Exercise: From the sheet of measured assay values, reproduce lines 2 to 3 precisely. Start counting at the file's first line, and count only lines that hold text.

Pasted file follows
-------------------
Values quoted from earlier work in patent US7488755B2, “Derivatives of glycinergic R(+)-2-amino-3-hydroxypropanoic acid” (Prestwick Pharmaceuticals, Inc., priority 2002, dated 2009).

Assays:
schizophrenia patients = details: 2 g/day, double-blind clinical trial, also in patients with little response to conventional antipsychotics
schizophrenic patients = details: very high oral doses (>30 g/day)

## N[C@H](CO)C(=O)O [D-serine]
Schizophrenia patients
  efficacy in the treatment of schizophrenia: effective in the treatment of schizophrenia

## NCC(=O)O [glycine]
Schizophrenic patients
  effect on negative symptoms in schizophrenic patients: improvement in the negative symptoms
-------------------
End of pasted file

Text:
Assays:
schizophrenia patients = details: 2 g/day, double-blind clinical trial, also in patients with little response to conventional antipsychotics